Given the rapid advances made in semiconductor technology and digital imaging, it was just a matter of time before digital cameras were developed and introduced. Most digital cameras today are similar in size with and behave similar to conventional photographic cameras. But instead of capturing an image through a lens and recorded onto a photosensitive material as with traditional cameras, digital cameras capture an image using a charge-coupled device (CCD). The composite image is represented by thousands of discrete picture elements, known as pixels. The color of each pixel is given in the form of digital data consisting of binary encoded 1's and 0's. This digital data is then processed and stored into memory (e.g., internal flash memory, external memory cards, buffers, etc.) for subsequent use.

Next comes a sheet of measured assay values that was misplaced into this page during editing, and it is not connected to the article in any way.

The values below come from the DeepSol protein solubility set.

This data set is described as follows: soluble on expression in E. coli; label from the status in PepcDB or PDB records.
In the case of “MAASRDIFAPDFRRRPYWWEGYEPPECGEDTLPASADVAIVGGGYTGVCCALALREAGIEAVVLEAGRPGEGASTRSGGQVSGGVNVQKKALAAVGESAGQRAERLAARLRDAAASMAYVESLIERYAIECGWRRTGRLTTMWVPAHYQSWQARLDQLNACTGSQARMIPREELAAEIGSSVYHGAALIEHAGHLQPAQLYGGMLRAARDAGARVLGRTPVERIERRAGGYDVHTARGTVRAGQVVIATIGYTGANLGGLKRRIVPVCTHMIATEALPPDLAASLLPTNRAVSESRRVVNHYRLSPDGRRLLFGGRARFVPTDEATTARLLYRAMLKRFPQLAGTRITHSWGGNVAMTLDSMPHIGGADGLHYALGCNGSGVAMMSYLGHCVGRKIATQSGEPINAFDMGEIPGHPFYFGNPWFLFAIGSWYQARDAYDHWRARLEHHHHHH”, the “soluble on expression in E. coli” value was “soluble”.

By adopting a digital imaging approach, digital cameras offer several advantages over more traditional cameras because the bits of data can now be more readily manipulated using digital signal processing techniques. For instance, the backside of a digital cameras can be equipped with a liquid crystal display (LCD) screen. In a record mode of operation, the LCD acts as a viewfinder in which the LCD displays objects and scenes in real-time. At any time, the user can click to capture the “picture” displayed on the LCD. In a playback mode of operation, pictures can be displayed on the LCD either individually or in groups of four, nine, or sixteen pictures. Users can manually page through the current archive of stored pictures by pressing the appropriate buttons. Furthermore, a user can instantly delete certain pictures. In addition, pictures can be viewed in full size, scaled down in size, or zoomed to larger sizes. Another benefit is that digital cameras can rotate the orientation of the pictures so as to automatically switch between landscape versus portrait formats. A common feature found in many digital cameras is a burst mode of operation, whereby a single click of a button can cause the camera to take several pictures in rapid succession, thereby creating a film-like sequence of images.